Andi Terada and Chelsea Marrs have worked on both the talent and brand side of the business, and shared these insights:


Regardless if you deal directly with an influencer or with their management, it’s about communication...Providing all the information, being transparent, and communicating well is the best way to maintain relationships - even if it’s notifying an influencer that the brand hasn’t gotten back to you. -Andi Terada

Coming from both the influencer and business side, communication in the relationship is super important. Many times influencers may not always have a business background and are not professional, either because it’s not their full time job or because they haven’t been doing it long enough. And, it’s the same on the brand side, where a lot of people, because the industry is so new – they don’t know how to work with influencers. Working with influencers is not the same as working with a modeling agency or an advertising agency, and so there are no standards of contracts and rates yet. So, communication is always going back and forth. Therefore, there is a lot of attention to detail to navigate at once in a campaign. -Chelsea Marrs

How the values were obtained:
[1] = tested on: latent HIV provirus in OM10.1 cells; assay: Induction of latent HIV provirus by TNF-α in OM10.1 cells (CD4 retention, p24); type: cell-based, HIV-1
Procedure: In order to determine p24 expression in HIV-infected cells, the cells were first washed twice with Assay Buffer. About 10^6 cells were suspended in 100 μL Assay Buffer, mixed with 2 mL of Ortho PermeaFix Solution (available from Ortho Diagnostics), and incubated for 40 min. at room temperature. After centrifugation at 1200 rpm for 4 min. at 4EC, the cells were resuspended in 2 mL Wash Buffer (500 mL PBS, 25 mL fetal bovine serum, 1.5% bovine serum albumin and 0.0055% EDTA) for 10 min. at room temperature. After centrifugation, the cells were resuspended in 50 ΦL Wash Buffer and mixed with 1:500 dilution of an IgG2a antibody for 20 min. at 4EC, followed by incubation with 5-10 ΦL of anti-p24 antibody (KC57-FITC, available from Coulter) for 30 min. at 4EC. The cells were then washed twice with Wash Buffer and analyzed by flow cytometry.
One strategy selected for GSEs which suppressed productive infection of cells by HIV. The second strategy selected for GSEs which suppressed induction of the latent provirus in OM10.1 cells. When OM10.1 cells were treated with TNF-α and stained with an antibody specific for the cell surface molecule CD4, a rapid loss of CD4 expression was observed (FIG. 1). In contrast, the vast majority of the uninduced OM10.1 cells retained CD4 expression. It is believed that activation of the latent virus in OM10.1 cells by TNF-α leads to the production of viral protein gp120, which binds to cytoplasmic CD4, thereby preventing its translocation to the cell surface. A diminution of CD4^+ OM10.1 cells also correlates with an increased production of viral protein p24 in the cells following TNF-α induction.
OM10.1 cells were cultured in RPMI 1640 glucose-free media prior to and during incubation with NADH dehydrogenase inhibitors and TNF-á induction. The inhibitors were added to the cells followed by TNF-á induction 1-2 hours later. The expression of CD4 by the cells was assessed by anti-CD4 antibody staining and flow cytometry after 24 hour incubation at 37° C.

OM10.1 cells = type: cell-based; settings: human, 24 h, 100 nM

2. Be Human


It might sound obvious, but there are so many companies out using automated, scattershot tactics for outreach that it can't be overstated enough: influencers are people too. They need to be treated as such. And when they are, they'll be more likely to offer their best work.


Humans connect well with humans, so humanize your outreach and management process while still being courteous and professional. Follow them and interact with them as a brand. You can create lists of your creators and make sure to engage with some of their recent content as your relationship continues - even if you aren’t actively promoting anything. No one likes a brand that pays and goes! -Stephanie Stabulis
I try to build relationships with influencers by viewing them as people. I take an interest in their life, their kids, their work and overall them. I always want them to know that I work for the brand but I will also advocate for them as an extension of the brand. This has helped me build deeper relationships and in turn has allowed them to trust me. I also take note of birthdays, illnesses, births, deaths and everything in between and I send them a little something so that they know that their relationship is important to me. -Anais Cowley